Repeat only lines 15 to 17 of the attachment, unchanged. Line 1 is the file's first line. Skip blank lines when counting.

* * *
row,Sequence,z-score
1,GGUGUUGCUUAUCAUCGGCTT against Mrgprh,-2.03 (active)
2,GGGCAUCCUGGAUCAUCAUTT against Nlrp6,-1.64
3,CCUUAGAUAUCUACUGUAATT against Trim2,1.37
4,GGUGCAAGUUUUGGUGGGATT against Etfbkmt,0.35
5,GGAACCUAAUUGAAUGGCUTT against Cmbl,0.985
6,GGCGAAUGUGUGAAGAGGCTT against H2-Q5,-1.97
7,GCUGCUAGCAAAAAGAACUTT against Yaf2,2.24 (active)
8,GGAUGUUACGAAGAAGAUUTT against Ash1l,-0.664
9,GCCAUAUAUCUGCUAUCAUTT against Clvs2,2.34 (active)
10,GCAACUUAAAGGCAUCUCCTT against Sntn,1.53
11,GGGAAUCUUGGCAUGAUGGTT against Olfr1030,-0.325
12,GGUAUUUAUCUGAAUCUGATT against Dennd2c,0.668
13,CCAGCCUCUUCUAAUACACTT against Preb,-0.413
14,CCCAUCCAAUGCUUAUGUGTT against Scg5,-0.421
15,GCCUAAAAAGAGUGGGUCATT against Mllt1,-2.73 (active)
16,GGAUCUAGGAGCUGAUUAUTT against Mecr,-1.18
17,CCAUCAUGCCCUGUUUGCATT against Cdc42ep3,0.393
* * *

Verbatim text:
14,CCCAUCCAAUGCUUAUGUGTT against Scg5,-0.421
15,GCCUAAAAAGAGUGGGUCATT against Mllt1,-2.73 (active)
16,GGAUCUAGGAGCUGAUUAUTT against Mecr,-1.18